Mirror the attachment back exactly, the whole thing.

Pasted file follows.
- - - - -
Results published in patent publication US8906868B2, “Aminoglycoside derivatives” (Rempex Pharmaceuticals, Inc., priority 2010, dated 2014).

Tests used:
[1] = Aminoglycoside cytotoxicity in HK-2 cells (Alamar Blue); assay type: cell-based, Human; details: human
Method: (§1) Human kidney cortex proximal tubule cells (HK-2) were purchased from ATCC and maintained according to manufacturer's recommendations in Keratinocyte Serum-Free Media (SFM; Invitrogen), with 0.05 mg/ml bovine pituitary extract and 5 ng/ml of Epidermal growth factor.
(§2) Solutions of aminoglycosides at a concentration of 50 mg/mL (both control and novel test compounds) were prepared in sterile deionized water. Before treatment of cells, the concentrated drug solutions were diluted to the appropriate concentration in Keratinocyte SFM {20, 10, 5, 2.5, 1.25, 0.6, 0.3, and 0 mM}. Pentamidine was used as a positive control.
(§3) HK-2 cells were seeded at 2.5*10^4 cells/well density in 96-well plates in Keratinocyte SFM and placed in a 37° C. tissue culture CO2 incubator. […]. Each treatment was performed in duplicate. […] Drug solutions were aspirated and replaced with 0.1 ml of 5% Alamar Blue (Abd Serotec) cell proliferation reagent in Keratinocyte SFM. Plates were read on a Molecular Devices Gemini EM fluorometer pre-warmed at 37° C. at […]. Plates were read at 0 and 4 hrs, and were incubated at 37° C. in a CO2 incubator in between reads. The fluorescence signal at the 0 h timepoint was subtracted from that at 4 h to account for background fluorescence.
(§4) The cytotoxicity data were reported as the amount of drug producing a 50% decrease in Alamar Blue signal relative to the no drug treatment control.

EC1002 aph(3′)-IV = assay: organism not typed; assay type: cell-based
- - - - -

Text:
Results published in patent publication US8906868B2, “Aminoglycoside derivatives” (Rempex Pharmaceuticals, Inc., priority 2010, dated 2014).

Tests used:
[1] = Aminoglycoside cytotoxicity in HK-2 cells (Alamar Blue); assay type: cell-based, Human; details: human
Method: (§1) Human kidney cortex proximal tubule cells (HK-2) were purchased from ATCC and maintained according to manufacturer's recommendations in Keratinocyte Serum-Free Media (SFM; Invitrogen), with 0.05 mg/ml bovine pituitary extract and 5 ng/ml of Epidermal growth factor.
(§2) Solutions of aminoglycosides at a concentration of 50 mg/mL (both control and novel test compounds) were prepared in sterile deionized water. Before treatment of cells, the concentrated drug solutions were diluted to the appropriate concentration in Keratinocyte SFM {20, 10, 5, 2.5, 1.25, 0.6, 0.3, and 0 mM}. Pentamidine was used as a positive control.
(§3) HK-2 cells were seeded at 2.5*10^4 cells/well density in 96-well plates in Keratinocyte SFM and placed in a 37° C. tissue culture CO2 incubator. […]. Each treatment was performed in duplicate. […] Drug solutions were aspirated and replaced with 0.1 ml of 5% Alamar Blue (Abd Serotec) cell proliferation reagent in Keratinocyte SFM. Plates were read on a Molecular Devices Gemini EM fluorometer pre-warmed at 37° C. at […]. Plates were read at 0 and 4 hrs, and were incubated at 37° C. in a CO2 incubator in between reads. The fluorescence signal at the 0 h timepoint was subtracted from that at 4 h to account for background fluorescence.
(§4) The cytotoxicity data were reported as the amount of drug producing a 50% decrease in Alamar Blue signal relative to the no drug treatment control.

EC1002 aph(3′)-IV = assay: organism not typed; assay type: cell-based